Family-friendly benefits on the way

Peninsula Team

May 22 2019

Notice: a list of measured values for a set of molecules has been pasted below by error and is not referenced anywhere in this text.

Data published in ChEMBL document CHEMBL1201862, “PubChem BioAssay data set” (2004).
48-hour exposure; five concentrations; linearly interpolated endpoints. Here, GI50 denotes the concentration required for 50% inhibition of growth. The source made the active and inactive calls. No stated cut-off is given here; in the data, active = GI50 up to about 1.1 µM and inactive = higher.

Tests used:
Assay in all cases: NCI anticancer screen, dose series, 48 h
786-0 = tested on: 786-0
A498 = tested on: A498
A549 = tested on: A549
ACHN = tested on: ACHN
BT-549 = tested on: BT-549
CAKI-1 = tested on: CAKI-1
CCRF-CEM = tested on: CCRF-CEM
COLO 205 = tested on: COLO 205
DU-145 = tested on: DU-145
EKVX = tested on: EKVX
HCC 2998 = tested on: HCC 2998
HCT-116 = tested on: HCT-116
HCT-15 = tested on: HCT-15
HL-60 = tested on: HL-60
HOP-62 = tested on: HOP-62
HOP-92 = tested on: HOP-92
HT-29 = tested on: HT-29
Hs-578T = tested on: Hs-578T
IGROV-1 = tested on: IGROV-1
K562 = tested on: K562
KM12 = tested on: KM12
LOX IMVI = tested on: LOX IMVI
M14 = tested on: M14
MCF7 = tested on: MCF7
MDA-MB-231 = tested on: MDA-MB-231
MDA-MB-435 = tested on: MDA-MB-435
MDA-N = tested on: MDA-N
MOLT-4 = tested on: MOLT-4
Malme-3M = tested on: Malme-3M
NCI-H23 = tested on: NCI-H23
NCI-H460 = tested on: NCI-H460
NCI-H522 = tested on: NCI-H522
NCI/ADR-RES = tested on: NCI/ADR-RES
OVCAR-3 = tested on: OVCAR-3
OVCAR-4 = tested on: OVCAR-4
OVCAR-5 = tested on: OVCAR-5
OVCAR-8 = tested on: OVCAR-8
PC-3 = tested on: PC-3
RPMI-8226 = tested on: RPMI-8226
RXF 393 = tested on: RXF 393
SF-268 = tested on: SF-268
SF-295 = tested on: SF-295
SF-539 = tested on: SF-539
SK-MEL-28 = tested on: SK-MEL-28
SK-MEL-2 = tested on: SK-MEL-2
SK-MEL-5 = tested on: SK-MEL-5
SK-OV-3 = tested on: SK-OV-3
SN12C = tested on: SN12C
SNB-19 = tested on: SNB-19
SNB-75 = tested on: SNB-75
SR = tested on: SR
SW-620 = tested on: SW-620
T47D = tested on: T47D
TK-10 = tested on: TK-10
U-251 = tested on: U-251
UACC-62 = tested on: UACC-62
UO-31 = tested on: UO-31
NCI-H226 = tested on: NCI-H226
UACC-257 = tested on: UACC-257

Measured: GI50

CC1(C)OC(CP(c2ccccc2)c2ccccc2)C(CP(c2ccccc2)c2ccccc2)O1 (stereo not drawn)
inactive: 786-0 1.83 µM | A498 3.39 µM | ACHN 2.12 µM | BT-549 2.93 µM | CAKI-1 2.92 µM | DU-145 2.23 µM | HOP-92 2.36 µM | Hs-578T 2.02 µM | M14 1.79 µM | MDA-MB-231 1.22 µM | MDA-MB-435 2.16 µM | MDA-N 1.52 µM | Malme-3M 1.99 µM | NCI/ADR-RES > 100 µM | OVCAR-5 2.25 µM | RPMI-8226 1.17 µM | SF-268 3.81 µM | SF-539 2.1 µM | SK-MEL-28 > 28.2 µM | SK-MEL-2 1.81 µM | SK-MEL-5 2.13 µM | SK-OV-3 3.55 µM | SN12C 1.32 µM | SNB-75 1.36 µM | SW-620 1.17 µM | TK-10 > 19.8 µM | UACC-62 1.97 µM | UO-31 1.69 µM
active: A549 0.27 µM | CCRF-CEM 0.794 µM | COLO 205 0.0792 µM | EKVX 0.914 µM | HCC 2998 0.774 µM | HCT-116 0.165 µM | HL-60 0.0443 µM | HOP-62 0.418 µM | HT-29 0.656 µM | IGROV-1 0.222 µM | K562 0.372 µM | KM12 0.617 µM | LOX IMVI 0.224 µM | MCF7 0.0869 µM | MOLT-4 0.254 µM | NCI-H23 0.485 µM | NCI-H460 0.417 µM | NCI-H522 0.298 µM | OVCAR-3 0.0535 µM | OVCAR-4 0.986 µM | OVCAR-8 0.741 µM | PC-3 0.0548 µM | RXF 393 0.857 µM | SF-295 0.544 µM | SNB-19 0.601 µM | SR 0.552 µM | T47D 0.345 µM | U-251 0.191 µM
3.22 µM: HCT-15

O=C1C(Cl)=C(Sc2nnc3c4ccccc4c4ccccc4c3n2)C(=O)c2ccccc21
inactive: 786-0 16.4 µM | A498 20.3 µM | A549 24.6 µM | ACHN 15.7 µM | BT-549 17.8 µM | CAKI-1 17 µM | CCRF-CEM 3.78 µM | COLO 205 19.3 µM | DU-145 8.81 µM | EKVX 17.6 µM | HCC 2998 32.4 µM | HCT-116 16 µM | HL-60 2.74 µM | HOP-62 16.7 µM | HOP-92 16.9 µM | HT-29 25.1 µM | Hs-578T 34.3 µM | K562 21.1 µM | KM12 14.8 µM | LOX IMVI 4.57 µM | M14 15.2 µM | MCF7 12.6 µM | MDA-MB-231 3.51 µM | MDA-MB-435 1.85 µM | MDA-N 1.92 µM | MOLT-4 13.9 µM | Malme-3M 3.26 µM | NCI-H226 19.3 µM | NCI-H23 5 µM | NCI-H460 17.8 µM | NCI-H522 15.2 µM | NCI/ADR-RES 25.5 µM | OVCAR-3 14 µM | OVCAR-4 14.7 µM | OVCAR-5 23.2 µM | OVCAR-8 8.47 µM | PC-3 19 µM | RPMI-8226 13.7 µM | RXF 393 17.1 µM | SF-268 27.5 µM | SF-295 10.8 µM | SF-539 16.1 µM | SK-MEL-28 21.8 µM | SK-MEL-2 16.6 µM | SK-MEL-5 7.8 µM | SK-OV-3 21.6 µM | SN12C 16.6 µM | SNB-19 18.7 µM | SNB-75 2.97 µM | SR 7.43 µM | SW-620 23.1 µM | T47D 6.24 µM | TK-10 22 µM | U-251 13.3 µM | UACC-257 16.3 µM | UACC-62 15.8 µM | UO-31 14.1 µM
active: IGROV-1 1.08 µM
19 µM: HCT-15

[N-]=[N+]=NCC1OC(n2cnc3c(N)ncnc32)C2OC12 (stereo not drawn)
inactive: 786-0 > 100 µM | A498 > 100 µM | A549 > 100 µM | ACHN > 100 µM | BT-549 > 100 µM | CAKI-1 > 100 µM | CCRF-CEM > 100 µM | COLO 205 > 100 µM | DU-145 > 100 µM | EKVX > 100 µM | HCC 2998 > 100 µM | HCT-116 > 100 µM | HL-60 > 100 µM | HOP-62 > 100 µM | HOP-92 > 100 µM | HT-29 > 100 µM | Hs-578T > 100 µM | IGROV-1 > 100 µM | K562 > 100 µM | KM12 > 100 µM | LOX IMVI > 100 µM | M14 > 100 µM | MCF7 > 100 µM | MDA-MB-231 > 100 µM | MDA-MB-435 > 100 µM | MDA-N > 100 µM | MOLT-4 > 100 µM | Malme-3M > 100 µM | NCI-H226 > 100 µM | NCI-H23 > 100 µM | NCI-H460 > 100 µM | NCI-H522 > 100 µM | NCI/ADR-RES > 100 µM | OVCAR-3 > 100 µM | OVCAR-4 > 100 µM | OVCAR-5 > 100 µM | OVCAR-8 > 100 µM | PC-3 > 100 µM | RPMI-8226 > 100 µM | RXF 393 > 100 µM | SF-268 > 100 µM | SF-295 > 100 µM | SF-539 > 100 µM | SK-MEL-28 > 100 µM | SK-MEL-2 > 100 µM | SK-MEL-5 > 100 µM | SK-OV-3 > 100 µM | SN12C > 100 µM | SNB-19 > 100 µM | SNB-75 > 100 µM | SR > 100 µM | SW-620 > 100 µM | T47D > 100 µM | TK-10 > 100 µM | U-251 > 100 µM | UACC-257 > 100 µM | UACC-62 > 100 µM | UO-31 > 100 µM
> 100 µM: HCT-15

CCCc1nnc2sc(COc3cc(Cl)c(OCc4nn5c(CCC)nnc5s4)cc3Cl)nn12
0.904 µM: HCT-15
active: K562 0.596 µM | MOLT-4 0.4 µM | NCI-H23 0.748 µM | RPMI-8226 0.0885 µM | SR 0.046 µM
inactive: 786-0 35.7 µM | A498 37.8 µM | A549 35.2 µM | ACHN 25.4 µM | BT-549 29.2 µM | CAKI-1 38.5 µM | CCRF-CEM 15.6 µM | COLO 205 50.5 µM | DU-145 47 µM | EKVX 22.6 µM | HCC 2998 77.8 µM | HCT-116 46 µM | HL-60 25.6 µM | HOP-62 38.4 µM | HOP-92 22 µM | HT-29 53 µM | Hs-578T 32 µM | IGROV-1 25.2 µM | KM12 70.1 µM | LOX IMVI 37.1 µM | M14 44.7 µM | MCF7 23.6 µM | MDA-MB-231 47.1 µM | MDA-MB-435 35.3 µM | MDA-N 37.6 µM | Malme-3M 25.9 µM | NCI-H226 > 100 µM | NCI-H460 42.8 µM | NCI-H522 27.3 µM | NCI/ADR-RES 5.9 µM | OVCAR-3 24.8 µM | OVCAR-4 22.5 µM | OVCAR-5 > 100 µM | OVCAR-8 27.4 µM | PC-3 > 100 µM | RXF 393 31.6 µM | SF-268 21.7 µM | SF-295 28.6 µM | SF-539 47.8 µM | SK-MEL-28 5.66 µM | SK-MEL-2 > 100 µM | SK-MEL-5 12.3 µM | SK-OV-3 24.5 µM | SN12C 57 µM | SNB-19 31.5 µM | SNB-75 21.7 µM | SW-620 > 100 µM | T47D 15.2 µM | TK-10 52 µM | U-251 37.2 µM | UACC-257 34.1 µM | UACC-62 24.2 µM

More family-friendly benefits on the way The announcement of a paid parental leave scheme in last year’s budget (to commence in November this year) signaled the government’s intention to bolster employee family leave entitlements. With a proposal to extend unpaid parental leave moving a step closer to signing off into law and agreement at EU level on a series of work-life balance initiatives, the Irish workplace looks set to be more family-friendly in the near future. Extension of unpaid parental leave A draft law proposing to extend the duration of unpaid parental leave moved a step closer to enactment in recent weeks. The Seanad passed the Social Democrat’s Parental Leave (Amendment) Bill 2017 (the Bill) with certain amendments on the 8 May 2019. The Bill will return to the Dáil for final approval and enactment before the summer recess. Existing entitlement to unpaid parental leave Under existing parental leave laws, employees can claim up to 18 weeks of unpaid parental leave subject to the condition that the child is under the age of 8 (or under the age of 16 if the child has a long term illness). The Bill proposes extending the duration of unpaid parental leave from 18 weeks to 26 weeks and extending the qualifying age from 8 to 12. The government intends to phase the 8-week extension over two years with the first 4 weeks becoming available from September 2019 and the full 8 weeks from September 2020. Paid parental leave The paid parental leave scheme announced in last year’s budget will initially be for a two-week period per parent. They must take that within 52 weeks of the birth of the child. Or in the case of adoption, the date of placement of the child. The Department of Employment Affairs and Social Protection will pay an associated state benefit payment of €245 per week. The paid parental leave scheme is an additional benefit to existing family-friendly state benefits. EU work-life balance directive The European Parliament and the Council have also reached a provisional agreement on proposals for a new EU Directive on work-life balance for parents and carers. The Directive on work-life balance sets a number of new or higher standards for parental, paternity and carer's leave, and the right to request flexible working arrangements. It takes account of the needs of small and medium-sized companies and makes sure that they are not disproportionately affected. Family-friendly work culture It is apparent that political will exists both at EU and domestic levels to foster a more family-friendly work culture. As modern life becomes increasingly demanding for parents of young children, the introduction of agile or flexible work arrangements encourages a more balanced distribution of caring responsibilities between mothers and fathers of young children. In the long-term, this approach contributes to the workplace as a work/life balance initiative, a means of tackling the gender pay gap and a way to minimise the negative impacts of maternity leave on women’s long-term contributions to the business. Need our help on this? If you have any questions in relation to family-friendly work practices, please contact Peninsula’s expert employment law advisors on 1890 252 923. Or if you would like one of our advisors to call you back, fill in your details here.

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